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I Wish More Comic Book Events Were as Fantastically Weird as Milk Wars

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Comic book events have the unenviable task of proving to readers that their story is fresh (but familiar), big (but intimate), and important (but not taking itself too seriously) all at once. “Milk Wars,” the bizarre battle at the heart of the Justice League of America and Doom Patrol’s new crossover, does all that and then some.

Just because JLA/Doom Patrol Special #1 sets up a fairly straightforward story doesn’t mean that “Milk Wars” is at all the kind of tale you would expect DC to put out, even when tied to its more experimental Young Animal imprint. But the best way to wrap your mind around co-writers Steve Orlando and Gerard Way’s event is to just stop and drink in Milkman Man, the jovial terror at the story’s center.


Every day in the sleepy town of Happy Haven, Rhode Island, a tall, strapping milkman who always has a smile on his face strides from door to door, delivering bottles of farm-fresh milk for thirsty customers to guzzle with glee. All is well in Happy Haven because the city has been transformed into a blindingly sanitized American suburb that would put Stepford to shame. Like Milkman Man’s milk, Happy Haven is a product—a reality manipulated and packaged for sale by Retconn, an inter-dimensional organization that sells stylized microcosms of the multiverse to whoever has enough cash. What’s terrifying is that Retconn doesn’t build places like Happy Haven from scratch. Instead, the company takes preexisting realities and reshapes them and their inhabitants to best suit the client’s desires and the secret to holding everything together is the milk. The mind-controlling milk Milkman Man is all to happy to supply everyone with.


To the residents of Happy Haven, all is right in the world, but the moment the Doom Patrol crash-lands into the Retconn-branded reality, the motley crew of heroic misfits realize just how eerie and off everything is. Citizens respond to them with hostility—and when the Doom Patrol inquires about a monstrous, alien-looking beast with udders that might be the source of the milk, the Community League of Rhode Island shows up on the scene to maintain the peace.

But they aren’t just the Community League of Rhode Island, they’re members of the Justice League, because the version of Earth that the Doom Patrol have stumbled into is the very same one that most of DC’s other comic books are set in. Vixen, Black Canary, Killer Frost, and the like are reimagined as a squad of stylish (if conservatively dressed) Productive Members of Society™ who waste no time in using their outsized superpowers to try and drive the Doom Patrol away. At first, the concept seems delightfully silly and bordering on the absurd, until you reflect on the way that characters like these were thought of during the early 20th century. Under the restriction of the Comics Code Authority, characters like Community League of Rhode Island were the heroes who saved the world, a place that was much more like Happy Haven.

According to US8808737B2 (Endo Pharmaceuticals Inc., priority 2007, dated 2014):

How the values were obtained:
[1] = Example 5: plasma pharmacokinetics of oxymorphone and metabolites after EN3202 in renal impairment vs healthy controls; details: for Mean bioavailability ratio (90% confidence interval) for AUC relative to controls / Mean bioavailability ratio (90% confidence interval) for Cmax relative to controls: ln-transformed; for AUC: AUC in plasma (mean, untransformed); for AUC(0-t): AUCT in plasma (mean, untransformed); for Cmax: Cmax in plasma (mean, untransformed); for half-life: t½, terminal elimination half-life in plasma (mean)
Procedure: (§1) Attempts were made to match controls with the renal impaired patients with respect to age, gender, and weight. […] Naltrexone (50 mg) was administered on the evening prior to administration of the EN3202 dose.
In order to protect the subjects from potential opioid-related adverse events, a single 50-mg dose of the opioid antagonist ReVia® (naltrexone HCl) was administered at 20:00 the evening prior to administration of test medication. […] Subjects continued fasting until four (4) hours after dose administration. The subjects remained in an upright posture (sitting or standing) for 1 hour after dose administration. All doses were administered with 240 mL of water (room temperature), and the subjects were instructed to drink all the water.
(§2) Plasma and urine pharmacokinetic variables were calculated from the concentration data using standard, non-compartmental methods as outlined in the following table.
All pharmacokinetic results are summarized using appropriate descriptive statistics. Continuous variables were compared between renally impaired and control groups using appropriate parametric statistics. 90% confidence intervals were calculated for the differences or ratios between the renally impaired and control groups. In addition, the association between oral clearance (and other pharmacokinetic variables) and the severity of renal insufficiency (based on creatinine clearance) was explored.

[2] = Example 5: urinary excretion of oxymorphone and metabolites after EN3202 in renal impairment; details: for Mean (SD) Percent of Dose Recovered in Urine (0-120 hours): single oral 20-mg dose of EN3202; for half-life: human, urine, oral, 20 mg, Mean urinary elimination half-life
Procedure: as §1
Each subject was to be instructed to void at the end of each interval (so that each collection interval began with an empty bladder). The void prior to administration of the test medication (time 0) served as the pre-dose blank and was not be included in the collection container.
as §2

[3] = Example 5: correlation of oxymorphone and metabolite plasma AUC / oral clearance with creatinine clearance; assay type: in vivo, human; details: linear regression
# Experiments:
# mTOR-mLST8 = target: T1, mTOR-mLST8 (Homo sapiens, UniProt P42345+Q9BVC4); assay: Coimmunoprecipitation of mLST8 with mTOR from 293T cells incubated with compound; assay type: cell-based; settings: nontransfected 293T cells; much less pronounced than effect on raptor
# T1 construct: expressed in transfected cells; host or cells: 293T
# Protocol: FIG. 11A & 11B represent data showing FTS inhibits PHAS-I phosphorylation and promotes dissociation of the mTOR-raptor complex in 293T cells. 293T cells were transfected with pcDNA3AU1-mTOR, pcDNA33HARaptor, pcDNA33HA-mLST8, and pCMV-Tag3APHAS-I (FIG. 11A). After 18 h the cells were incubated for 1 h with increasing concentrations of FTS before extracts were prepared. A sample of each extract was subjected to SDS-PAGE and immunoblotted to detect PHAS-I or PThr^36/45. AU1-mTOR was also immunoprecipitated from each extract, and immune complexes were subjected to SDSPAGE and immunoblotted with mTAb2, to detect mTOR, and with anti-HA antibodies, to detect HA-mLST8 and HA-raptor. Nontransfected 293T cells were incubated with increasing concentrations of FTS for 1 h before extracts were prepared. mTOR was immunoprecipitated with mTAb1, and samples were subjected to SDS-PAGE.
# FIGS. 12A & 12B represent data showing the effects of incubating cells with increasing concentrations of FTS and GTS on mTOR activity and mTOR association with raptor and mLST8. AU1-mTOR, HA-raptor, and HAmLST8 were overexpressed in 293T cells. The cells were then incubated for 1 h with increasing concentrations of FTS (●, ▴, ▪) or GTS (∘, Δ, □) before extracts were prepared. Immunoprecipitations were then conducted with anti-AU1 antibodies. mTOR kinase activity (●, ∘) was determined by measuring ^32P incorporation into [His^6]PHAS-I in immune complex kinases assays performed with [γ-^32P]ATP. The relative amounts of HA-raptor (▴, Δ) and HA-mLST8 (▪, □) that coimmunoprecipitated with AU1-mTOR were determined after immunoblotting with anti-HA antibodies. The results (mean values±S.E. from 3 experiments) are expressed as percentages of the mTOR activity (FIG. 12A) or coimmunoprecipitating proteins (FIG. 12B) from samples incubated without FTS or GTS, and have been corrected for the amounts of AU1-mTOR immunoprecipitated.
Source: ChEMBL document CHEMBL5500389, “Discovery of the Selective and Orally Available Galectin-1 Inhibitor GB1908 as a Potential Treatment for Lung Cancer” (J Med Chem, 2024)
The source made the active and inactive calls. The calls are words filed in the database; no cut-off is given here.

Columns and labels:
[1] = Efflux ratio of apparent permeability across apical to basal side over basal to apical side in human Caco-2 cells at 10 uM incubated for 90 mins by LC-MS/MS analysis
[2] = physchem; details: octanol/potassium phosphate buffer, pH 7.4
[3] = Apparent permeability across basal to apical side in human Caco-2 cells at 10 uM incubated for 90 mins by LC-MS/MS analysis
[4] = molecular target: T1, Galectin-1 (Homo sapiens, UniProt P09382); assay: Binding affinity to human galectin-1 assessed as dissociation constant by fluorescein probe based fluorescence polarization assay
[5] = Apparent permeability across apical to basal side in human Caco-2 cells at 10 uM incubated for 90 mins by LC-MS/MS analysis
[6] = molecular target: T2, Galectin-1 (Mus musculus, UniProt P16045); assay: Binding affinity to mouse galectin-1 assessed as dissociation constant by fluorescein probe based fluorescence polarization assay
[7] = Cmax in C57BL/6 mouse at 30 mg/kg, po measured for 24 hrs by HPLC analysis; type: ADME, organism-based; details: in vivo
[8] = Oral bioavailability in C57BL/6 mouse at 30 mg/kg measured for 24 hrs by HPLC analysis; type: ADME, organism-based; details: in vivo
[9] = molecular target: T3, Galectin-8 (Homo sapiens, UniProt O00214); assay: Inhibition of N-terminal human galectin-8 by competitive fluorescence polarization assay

In poking fun at that kind of ‘50s, Leave It To Beaver-esque idea of wholesomeness, “Milk Wars” is also commenting on the inherent silliness of the Silver Age of Comics and just how much the medium has changed as it’s kept pace with prevailing cultural sensibilities.


“Milk Wars” moves—which is to say that the action and movement on the page feels dynamic and thrilling—thanks to artist ACO’s dizzying illustrations that grate against the old-fashioned setting the event takes place in. We’ve all seen the Justice League locked in epic fights against a rival team, but there’s something utterly delightful about seeing them done up as sanitized caricatures of the Greatest Generation as they brawl.

That dissonance is really one of the more important elements of the story that “Milk Wars” is trying to tell, because it makes you contemplate the fact that, as different as the Doom Patrol and the Community League of Rhode Island are, they’re both representations of American ideas about heroism. Retconn is able to mold realities by using information distilled from the autopsy of Ahl, the late god of superheroes—the embodiment of all the ideas we use superheroes and comic books to convey.


There’s a loftiness to some of the concepts at work in “Milk Wars” that might take you by surprise, but it’s a solid indication that the rest of the event (which will take place in a series of future DC/Young Animal one-shot crossovers) is heading into an interesting space. There’s a good chance that by the time the event’s over and done, the universe will be put right back as it was and everyone will go about their regular lives (as is the case with all comic events). But at the very least, you’ll have had a blast following them along their journey back to normality.